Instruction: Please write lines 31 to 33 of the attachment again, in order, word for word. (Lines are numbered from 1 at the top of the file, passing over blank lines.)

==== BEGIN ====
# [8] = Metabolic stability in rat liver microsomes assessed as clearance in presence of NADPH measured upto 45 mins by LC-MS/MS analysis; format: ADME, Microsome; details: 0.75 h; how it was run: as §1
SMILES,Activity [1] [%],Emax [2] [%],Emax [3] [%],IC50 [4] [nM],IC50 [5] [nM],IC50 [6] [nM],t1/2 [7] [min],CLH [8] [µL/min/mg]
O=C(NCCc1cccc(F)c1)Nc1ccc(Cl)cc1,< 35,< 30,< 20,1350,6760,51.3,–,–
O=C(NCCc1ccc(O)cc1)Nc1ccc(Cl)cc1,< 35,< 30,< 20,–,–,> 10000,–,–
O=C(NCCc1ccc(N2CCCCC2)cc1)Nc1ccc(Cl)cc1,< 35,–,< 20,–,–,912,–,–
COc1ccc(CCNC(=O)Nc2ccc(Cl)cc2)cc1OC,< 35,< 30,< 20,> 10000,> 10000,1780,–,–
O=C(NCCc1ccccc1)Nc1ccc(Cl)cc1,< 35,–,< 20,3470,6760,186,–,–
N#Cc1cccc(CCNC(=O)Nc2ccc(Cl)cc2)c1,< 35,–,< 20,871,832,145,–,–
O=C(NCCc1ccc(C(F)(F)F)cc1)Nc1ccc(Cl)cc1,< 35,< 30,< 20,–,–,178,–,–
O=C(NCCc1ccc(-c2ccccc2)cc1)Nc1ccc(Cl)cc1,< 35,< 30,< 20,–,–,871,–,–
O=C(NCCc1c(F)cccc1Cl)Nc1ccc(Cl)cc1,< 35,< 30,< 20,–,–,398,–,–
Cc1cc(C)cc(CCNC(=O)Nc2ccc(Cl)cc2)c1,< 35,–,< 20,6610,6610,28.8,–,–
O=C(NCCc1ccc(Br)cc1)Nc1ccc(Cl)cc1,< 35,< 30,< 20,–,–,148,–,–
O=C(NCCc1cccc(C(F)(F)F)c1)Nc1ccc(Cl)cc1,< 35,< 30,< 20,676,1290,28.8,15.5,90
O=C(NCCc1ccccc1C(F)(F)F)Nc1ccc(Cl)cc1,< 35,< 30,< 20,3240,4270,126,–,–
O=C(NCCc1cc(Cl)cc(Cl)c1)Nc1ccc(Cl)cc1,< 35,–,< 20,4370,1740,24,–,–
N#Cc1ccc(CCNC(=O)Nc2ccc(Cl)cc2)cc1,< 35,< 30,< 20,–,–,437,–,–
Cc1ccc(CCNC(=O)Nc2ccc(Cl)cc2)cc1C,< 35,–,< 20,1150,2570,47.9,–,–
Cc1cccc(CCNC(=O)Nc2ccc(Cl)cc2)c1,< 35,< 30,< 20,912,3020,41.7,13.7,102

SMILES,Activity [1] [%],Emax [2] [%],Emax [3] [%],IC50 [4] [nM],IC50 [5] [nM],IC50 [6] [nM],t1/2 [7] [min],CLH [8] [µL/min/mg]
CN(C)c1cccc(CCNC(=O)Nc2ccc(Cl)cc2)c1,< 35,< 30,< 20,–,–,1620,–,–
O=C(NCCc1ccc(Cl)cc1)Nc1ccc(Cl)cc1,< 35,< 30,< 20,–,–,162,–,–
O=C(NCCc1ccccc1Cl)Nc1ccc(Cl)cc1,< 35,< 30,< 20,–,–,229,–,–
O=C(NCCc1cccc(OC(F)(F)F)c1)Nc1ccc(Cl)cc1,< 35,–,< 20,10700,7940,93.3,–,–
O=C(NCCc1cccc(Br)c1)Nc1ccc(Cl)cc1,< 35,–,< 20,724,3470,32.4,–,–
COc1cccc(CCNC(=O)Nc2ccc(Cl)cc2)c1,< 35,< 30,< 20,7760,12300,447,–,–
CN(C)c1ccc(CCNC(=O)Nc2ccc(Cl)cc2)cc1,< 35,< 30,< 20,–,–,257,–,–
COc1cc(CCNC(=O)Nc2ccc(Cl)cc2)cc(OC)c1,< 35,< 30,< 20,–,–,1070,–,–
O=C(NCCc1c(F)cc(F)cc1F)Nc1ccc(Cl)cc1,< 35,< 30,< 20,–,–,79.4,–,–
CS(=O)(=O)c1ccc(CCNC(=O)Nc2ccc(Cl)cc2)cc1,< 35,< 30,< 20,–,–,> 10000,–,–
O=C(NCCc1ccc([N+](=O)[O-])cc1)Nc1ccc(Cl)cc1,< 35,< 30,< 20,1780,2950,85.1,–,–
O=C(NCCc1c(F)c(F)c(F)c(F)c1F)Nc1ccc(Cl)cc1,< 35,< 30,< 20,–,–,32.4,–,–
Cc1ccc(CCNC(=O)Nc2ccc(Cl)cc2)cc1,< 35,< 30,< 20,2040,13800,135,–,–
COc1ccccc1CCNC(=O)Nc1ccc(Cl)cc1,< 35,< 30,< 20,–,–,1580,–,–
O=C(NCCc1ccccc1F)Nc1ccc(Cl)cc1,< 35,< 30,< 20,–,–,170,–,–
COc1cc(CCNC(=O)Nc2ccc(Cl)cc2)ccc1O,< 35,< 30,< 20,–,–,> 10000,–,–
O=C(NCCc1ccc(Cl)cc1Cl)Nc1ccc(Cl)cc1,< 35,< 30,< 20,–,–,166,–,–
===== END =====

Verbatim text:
O=C(NCCc1ccc([N+](=O)[O-])cc1)Nc1ccc(Cl)cc1,< 35,< 30,< 20,1780,2950,85.1,–,–
O=C(NCCc1c(F)c(F)c(F)c(F)c1F)Nc1ccc(Cl)cc1,< 35,< 30,< 20,–,–,32.4,–,–
Cc1ccc(CCNC(=O)Nc2ccc(Cl)cc2)cc1,< 35,< 30,< 20,2040,13800,135,–,–